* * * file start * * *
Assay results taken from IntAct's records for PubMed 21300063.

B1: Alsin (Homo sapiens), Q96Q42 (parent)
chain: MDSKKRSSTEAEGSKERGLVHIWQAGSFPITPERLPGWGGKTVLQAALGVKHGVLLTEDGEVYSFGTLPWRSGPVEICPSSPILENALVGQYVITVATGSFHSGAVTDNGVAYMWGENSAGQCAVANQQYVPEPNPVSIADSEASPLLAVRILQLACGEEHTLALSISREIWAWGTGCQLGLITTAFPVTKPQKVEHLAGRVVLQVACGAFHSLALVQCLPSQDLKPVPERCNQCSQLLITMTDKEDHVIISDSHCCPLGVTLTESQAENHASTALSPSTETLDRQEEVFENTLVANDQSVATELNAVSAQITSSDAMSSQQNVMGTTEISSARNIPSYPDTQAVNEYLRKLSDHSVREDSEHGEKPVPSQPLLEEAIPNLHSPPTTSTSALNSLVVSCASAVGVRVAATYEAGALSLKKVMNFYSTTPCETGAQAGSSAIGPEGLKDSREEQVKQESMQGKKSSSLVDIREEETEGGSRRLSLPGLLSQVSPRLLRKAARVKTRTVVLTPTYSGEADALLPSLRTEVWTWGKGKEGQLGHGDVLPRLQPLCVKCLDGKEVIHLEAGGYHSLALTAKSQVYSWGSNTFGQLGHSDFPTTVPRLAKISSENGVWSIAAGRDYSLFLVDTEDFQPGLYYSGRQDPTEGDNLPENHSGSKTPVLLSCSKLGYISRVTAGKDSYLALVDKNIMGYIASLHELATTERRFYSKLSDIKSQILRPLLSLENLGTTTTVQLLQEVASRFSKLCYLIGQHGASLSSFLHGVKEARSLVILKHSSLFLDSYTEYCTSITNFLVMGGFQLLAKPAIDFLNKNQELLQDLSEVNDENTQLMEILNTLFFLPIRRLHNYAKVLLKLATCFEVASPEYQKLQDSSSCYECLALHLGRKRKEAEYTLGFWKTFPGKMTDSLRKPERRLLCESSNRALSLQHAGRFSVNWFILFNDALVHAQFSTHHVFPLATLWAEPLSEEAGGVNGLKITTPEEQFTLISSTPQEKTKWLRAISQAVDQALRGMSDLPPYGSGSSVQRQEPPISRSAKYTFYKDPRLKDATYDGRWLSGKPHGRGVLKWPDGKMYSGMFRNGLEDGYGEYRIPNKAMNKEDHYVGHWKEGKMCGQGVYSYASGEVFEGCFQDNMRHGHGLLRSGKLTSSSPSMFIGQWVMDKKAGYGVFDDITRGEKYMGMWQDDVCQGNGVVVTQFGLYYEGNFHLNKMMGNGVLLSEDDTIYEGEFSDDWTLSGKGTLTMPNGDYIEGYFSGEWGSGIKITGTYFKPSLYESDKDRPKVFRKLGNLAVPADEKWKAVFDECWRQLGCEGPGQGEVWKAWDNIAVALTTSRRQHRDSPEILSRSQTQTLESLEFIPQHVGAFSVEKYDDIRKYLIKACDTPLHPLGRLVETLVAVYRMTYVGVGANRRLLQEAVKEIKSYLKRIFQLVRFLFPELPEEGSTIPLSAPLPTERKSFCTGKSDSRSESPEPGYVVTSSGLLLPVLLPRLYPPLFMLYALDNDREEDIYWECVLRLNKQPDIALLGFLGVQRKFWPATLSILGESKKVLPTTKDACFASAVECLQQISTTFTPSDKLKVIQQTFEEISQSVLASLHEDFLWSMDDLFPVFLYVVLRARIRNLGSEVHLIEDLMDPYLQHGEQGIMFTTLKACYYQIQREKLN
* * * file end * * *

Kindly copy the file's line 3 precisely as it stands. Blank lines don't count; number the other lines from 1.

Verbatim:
chain: MDSKKRSSTEAEGSKERGLVHIWQAGSFPITPERLPGWGGKTVLQAALGVKHGVLLTEDGEVYSFGTLPWRSGPVEICPSSPILENALVGQYVITVATGSFHSGAVTDNGVAYMWGENSAGQCAVANQQYVPEPNPVSIADSEASPLLAVRILQLACGEEHTLALSISREIWAWGTGCQLGLITTAFPVTKPQKVEHLAGRVVLQVACGAFHSLALVQCLPSQDLKPVPERCNQCSQLLITMTDKEDHVIISDSHCCPLGVTLTESQAENHASTALSPSTETLDRQEEVFENTLVANDQSVATELNAVSAQITSSDAMSSQQNVMGTTEISSARNIPSYPDTQAVNEYLRKLSDHSVREDSEHGEKPVPSQPLLEEAIPNLHSPPTTSTSALNSLVVSCASAVGVRVAATYEAGALSLKKVMNFYSTTPCETGAQAGSSAIGPEGLKDSREEQVKQESMQGKKSSSLVDIREEETEGGSRRLSLPGLLSQVSPRLLRKAARVKTRTVVLTPTYSGEADALLPSLRTEVWTWGKGKEGQLGHGDVLPRLQPLCVKCLDGKEVIHLEAGGYHSLALTAKSQVYSWGSNTFGQLGHSDFPTTVPRLAKISSENGVWSIAAGRDYSLFLVDTEDFQPGLYYSGRQDPTEGDNLPENHSGSKTPVLLSCSKLGYISRVTAGKDSYLALVDKNIMGYIASLHELATTERRFYSKLSDIKSQILRPLLSLENLGTTTTVQLLQEVASRFSKLCYLIGQHGASLSSFLHGVKEARSLVILKHSSLFLDSYTEYCTSITNFLVMGGFQLLAKPAIDFLNKNQELLQDLSEVNDENTQLMEILNTLFFLPIRRLHNYAKVLLKLATCFEVASPEYQKLQDSSSCYECLALHLGRKRKEAEYTLGFWKTFPGKMTDSLRKPERRLLCESSNRALSLQHAGRFSVNWFILFNDALVHAQFSTHHVFPLATLWAEPLSEEAGGVNGLKITTPEEQFTLISSTPQEKTKWLRAISQAVDQALRGMSDLPPYGSGSSVQRQEPPISRSAKYTFYKDPRLKDATYDGRWLSGKPHGRGVLKWPDGKMYSGMFRNGLEDGYGEYRIPNKAMNKEDHYVGHWKEGKMCGQGVYSYASGEVFEGCFQDNMRHGHGLLRSGKLTSSSPSMFIGQWVMDKKAGYGVFDDITRGEKYMGMWQDDVCQGNGVVVTQFGLYYEGNFHLNKMMGNGVLLSEDDTIYEGEFSDDWTLSGKGTLTMPNGDYIEGYFSGEWGSGIKITGTYFKPSLYESDKDRPKVFRKLGNLAVPADEKWKAVFDECWRQLGCEGPGQGEVWKAWDNIAVALTTSRRQHRDSPEILSRSQTQTLESLEFIPQHVGAFSVEKYDDIRKYLIKACDTPLHPLGRLVETLVAVYRMTYVGVGANRRLLQEAVKEIKSYLKRIFQLVRFLFPELPEEGSTIPLSAPLPTERKSFCTGKSDSRSESPEPGYVVTSSGLLLPVLLPRLYPPLFMLYALDNDREEDIYWECVLRLNKQPDIALLGFLGVQRKFWPATLSILGESKKVLPTTKDACFASAVECLQQISTTFTPSDKLKVIQQTFEEISQSVLASLHEDFLWSMDDLFPVFLYVVLRARIRNLGSEVHLIEDLMDPYLQHGEQGIMFTTLKACYYQIQREKLN